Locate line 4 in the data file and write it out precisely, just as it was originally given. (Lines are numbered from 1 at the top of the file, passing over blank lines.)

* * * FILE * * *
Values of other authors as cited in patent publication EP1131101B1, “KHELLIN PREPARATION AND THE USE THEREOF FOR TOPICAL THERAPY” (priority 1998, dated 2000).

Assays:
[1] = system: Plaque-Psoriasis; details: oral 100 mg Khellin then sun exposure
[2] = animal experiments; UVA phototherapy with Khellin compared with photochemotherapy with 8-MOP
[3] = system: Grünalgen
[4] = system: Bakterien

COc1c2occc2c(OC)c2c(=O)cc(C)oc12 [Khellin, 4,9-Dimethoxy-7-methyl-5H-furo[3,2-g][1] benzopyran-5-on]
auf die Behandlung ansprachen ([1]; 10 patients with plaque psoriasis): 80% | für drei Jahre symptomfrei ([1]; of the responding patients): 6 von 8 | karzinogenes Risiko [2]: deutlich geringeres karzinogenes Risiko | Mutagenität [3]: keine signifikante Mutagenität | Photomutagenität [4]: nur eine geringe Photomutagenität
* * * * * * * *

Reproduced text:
[2] = animal experiments; UVA phototherapy with Khellin compared with photochemotherapy with 8-MOP